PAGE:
The “previous” series was here (in Russian)
Now, I’d like to talk about functions values caching.
In order for you to understand the idea expressed hereafter, I would recommend you to have a look at the article.
All our elements, i.e. the “models” as well as the “script engine dictionaries”, are as follows:
#!delphi : OuterElement1 CONST Const1 Value1 ... CONST ConstN ValueN VAR Var1 ... VAR VarN : InnerElement1 InnerElementCode1 ; // InnerElement1 ... : InnerElementN InnerElementCodeN ; // InnerElementN OuterElementCode1 ; // OuterElement1 ... : OuterElementN CONST Const1 Value1 ... CONST ConstN ValueN VAR Var1 ... VAR VarN : InnerElement1 InnerElementCode1 ; // InnerElement1 ... : InnerElementN InnerElementCodeN ; // InnerElementN OuterElementCodeN ; // OuterElementN
What is it about?
Let us agree this way: the “element of the dictionary” and the “word” are SYNONYMOUS unless otherwise stated.
: - specifies the new element of the dictionary (that can pop as well as push as many values in stack as needed).
CONST specifies the constant in the element of the dictionary.
VAR specifies the variable in the element of the dictionary.
[XXX]ElementCode[YYY] is the “code” of the word that is executed when the word is “called”.
; ends the definition of the word.
Let’s move on.
To begin with, let us be clear about the “code of the word”.
This is the example:
#!delphi : A 1 ; // A A Print
What does it do?
It calls the “code of the word” A which is “1” in this case.
What do we get?
The integer value “1” is printed in the console.
First, the construct ": A" specifies the word A in the dictionary.
Then, the construct "1" specifies the “code of the word” A that can push the value “1” in the stack.
The construct "A Print" then calls the word A (that uses the value “1” in the stack) and after that the word Print is called (that takes the value “1” of the stack and prints it in the console).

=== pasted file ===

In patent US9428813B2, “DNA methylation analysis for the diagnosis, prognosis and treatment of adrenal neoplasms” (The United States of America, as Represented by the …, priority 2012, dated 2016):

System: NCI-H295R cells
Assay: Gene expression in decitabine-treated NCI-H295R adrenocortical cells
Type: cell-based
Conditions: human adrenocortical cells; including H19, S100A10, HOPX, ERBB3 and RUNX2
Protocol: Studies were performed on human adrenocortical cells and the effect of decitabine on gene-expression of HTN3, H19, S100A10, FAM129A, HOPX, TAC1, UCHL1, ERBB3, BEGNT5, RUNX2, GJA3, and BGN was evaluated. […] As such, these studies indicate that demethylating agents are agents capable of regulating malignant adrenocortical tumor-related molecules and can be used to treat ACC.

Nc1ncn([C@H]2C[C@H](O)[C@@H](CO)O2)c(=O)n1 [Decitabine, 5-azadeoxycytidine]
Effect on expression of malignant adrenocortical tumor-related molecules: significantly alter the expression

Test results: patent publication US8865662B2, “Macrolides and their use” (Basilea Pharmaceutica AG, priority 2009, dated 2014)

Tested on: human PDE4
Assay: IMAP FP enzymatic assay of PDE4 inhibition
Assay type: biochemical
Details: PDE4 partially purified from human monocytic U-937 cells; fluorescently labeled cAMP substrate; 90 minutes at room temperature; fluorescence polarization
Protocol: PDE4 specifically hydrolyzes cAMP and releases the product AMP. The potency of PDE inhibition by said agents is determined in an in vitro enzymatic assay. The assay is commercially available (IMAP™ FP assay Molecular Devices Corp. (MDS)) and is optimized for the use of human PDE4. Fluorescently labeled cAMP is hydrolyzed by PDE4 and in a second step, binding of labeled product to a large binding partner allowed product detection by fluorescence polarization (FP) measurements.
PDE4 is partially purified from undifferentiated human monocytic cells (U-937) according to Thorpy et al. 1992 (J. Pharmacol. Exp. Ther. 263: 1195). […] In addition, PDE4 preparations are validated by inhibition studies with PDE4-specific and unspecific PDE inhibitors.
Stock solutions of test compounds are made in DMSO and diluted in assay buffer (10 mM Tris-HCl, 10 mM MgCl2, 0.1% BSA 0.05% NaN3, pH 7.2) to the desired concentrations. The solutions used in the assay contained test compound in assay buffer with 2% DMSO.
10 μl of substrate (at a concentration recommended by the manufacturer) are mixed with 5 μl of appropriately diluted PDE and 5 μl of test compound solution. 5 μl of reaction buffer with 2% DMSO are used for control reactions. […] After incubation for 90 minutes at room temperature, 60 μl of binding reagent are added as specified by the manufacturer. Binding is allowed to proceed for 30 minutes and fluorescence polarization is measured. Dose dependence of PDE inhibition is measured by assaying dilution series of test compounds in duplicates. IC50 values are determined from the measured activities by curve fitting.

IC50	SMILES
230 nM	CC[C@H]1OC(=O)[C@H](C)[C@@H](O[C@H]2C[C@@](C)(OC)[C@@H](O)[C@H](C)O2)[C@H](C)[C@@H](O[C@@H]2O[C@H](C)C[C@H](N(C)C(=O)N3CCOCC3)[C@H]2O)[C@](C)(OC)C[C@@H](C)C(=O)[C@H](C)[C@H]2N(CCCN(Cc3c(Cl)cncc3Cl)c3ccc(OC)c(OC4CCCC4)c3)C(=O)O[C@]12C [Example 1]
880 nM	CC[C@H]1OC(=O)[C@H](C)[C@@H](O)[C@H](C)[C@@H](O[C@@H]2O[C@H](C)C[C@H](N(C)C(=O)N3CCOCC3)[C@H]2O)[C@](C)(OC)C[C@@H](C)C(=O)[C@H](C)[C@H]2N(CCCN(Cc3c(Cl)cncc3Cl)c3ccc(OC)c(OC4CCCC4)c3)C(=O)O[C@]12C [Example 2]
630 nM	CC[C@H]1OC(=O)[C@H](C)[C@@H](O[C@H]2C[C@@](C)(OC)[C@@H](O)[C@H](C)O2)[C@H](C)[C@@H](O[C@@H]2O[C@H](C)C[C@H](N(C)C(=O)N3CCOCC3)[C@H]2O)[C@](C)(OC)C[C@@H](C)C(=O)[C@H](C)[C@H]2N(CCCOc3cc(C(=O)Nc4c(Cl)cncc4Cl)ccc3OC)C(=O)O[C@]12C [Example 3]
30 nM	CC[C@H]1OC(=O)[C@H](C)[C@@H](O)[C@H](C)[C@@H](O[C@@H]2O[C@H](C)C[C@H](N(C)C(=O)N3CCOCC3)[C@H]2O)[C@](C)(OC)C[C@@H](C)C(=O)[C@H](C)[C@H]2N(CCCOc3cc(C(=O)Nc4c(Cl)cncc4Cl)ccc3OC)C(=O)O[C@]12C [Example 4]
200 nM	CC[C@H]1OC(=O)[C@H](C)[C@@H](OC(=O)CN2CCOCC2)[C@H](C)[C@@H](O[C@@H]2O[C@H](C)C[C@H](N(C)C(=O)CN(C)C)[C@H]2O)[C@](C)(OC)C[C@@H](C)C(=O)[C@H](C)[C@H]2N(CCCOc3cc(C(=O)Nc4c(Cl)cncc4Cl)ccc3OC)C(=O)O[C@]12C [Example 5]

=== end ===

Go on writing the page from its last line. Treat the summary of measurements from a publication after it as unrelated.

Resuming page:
Now, let us consider the constants.
Our constants are the named fixed values as in any other programming languages (that I know).
We rewrite our example:
#!delphi : A CONST One 1 One ; // A A Print
What is going on?
Generally speaking, this code prints the integer value “1” - as in the previous example.
What has changed?
Instead of direct access to the value “1”, the constant “One” has been introduced to represent the value “1”.
Thus, the “code of the word” has changed from “1” to “One”.
The word “One” pushes the value “1” in the stack similarly to the word “1”.
This means that the “One” constant is kind of an alias to the value “1”.
Obviously, we can write in this way:
#!delphi : A CONST One 1 CONST OneAlias One OneAlias ; // A A Print
Although, actually, it is not that obvious.
I hope you get the idea.
Let’s move further to variables.
Our variables, as in any programming language I know, are the “named memory cells” that can store computed values.
These “memory cells” can change while executing the program.
How can we use them?
We rewrite the example:
#!delphi : A VAR One // - the variable One introduced 1 >>> One // - the value "1" assigned to the variable “One” One // - the value of the variable One pushed in the stack ; // A A Print
What does this code do?
Well, just the same as the previous one did: prints the integer value “1” to the console.
But, now it uses variables instead of constants for it.
I hope it is clear, too.
Let’s move on and mix variables and constants.
We rewrite the example:
#!delphi : A VAR One // - the variable One introduced 1 >>> One // - the value "1" assigned to the variable “One” CONST Two 2 // - the constant Two introduced One // - the value of the variable One pushed in the stack // - the value of the constant Two pushed in the stack + // - values pushed in the stack and the result pushed back to the stack ; // A A Print
What is going on here?
The integer value “3” computed from the One + Two is printed.
One is a variable and Two is a constant.
That’s it for the introduction.
What have we done?
The “constants”, “variables” and “words” have been specified.
We have also demonstrated how these terms are used.